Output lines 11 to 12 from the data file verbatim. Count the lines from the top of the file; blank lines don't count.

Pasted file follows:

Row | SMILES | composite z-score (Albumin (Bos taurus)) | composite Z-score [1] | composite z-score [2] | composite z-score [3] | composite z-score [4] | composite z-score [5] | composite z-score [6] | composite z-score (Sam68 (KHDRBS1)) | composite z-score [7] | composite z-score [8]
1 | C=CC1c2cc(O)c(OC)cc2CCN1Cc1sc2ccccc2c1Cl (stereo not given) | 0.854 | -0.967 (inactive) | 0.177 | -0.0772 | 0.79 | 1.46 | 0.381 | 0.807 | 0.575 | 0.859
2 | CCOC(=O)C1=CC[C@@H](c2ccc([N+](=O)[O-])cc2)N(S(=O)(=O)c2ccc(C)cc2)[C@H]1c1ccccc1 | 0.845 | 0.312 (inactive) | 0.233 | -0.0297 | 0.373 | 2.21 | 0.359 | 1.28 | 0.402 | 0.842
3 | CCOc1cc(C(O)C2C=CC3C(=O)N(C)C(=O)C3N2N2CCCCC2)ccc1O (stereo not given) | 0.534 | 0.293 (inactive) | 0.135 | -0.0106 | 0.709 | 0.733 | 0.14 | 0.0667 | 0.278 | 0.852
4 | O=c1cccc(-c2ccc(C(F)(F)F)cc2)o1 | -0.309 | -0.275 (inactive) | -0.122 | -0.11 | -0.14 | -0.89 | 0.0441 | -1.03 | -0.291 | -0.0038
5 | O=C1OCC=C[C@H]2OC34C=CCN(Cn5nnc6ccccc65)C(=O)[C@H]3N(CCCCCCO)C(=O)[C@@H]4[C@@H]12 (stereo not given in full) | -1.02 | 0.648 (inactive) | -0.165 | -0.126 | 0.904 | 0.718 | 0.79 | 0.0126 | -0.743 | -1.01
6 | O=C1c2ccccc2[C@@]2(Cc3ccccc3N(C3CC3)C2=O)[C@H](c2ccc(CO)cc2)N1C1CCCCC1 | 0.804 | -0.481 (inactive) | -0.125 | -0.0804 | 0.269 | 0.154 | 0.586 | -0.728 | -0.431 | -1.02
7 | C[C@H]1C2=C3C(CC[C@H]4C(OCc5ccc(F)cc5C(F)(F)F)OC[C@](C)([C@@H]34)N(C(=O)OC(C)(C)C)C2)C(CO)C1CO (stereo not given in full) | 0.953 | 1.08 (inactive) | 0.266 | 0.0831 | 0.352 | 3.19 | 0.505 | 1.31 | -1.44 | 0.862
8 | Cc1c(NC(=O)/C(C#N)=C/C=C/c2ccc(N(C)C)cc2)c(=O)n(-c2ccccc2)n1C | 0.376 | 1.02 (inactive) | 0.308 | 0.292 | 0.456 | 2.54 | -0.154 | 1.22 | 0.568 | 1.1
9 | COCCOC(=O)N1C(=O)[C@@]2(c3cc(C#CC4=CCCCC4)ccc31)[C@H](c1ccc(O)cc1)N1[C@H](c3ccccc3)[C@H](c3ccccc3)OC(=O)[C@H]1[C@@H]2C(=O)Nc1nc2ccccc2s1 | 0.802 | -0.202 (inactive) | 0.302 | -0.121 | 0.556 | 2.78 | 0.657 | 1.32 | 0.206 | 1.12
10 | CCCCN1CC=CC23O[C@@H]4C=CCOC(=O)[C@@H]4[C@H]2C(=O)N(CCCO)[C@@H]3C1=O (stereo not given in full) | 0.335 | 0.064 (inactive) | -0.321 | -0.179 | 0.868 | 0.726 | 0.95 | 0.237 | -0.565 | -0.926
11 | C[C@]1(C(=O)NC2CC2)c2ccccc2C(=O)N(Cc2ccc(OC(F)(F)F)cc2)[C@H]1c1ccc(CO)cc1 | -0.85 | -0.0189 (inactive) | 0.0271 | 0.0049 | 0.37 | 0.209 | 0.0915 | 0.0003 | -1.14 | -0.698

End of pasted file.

10 | CCCCN1CC=CC23O[C@@H]4C=CCOC(=O)[C@@H]4[C@H]2C(=O)N(CCCO)[C@@H]3C1=O (stereo not given in full) | 0.335 | 0.064 (inactive) | -0.321 | -0.179 | 0.868 | 0.726 | 0.95 | 0.237 | -0.565 | -0.926
11 | C[C@]1(C(=O)NC2CC2)c2ccccc2C(=O)N(Cc2ccc(OC(F)(F)F)cc2)[C@H]1c1ccc(CO)cc1 | -0.85 | -0.0189 (inactive) | 0.0271 | 0.0049 | 0.37 | 0.209 | 0.0915 | 0.0003 | -1.14 | -0.698